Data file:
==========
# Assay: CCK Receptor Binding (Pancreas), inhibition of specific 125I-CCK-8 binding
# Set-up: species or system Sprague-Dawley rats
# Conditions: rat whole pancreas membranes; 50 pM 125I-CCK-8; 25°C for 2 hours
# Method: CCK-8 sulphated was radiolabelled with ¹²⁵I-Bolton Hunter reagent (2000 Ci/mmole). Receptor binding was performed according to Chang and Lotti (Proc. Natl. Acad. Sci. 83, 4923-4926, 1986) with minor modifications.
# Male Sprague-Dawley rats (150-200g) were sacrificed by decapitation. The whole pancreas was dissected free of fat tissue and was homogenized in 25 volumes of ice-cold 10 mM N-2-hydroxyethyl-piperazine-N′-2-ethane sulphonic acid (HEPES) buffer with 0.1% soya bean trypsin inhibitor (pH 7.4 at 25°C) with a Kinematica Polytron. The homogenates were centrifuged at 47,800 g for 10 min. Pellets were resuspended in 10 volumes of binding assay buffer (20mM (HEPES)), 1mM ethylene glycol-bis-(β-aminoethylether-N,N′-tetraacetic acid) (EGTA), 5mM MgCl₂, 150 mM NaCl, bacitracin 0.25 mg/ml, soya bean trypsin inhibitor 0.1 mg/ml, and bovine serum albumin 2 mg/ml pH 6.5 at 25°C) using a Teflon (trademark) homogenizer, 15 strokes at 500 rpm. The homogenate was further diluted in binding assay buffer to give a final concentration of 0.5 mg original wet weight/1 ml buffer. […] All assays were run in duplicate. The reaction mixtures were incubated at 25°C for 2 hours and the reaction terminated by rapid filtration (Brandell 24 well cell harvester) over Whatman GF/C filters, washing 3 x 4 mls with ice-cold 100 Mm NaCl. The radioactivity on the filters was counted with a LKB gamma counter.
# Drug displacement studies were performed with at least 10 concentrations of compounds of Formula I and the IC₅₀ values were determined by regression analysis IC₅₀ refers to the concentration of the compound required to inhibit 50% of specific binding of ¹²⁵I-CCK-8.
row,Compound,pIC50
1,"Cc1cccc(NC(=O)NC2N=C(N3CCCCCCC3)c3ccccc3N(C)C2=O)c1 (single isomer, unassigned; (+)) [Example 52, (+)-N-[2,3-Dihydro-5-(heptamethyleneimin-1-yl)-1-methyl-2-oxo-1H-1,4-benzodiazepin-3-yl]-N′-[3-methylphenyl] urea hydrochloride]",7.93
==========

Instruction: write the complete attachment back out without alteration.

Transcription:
# Assay: CCK Receptor Binding (Pancreas), inhibition of specific 125I-CCK-8 binding
# Set-up: species or system Sprague-Dawley rats
# Conditions: rat whole pancreas membranes; 50 pM 125I-CCK-8; 25°C for 2 hours
# Method: CCK-8 sulphated was radiolabelled with ¹²⁵I-Bolton Hunter reagent (2000 Ci/mmole). Receptor binding was performed according to Chang and Lotti (Proc. Natl. Acad. Sci. 83, 4923-4926, 1986) with minor modifications.
# Male Sprague-Dawley rats (150-200g) were sacrificed by decapitation. The whole pancreas was dissected free of fat tissue and was homogenized in 25 volumes of ice-cold 10 mM N-2-hydroxyethyl-piperazine-N′-2-ethane sulphonic acid (HEPES) buffer with 0.1% soya bean trypsin inhibitor (pH 7.4 at 25°C) with a Kinematica Polytron. The homogenates were centrifuged at 47,800 g for 10 min. Pellets were resuspended in 10 volumes of binding assay buffer (20mM (HEPES)), 1mM ethylene glycol-bis-(β-aminoethylether-N,N′-tetraacetic acid) (EGTA), 5mM MgCl₂, 150 mM NaCl, bacitracin 0.25 mg/ml, soya bean trypsin inhibitor 0.1 mg/ml, and bovine serum albumin 2 mg/ml pH 6.5 at 25°C) using a Teflon (trademark) homogenizer, 15 strokes at 500 rpm. The homogenate was further diluted in binding assay buffer to give a final concentration of 0.5 mg original wet weight/1 ml buffer. […] All assays were run in duplicate. The reaction mixtures were incubated at 25°C for 2 hours and the reaction terminated by rapid filtration (Brandell 24 well cell harvester) over Whatman GF/C filters, washing 3 x 4 mls with ice-cold 100 Mm NaCl. The radioactivity on the filters was counted with a LKB gamma counter.
# Drug displacement studies were performed with at least 10 concentrations of compounds of Formula I and the IC₅₀ values were determined by regression analysis IC₅₀ refers to the concentration of the compound required to inhibit 50% of specific binding of ¹²⁵I-CCK-8.
row,Compound,pIC50
1,"Cc1cccc(NC(=O)NC2N=C(N3CCCCCCC3)c3ccccc3N(C)C2=O)c1 (single isomer, unassigned; (+)) [Example 52, (+)-N-[2,3-Dihydro-5-(heptamethyleneimin-1-yl)-1-methyl-2-oxo-1H-1,4-benzodiazepin-3-yl]-N′-[3-methylphenyl] urea hydrochloride]",7.93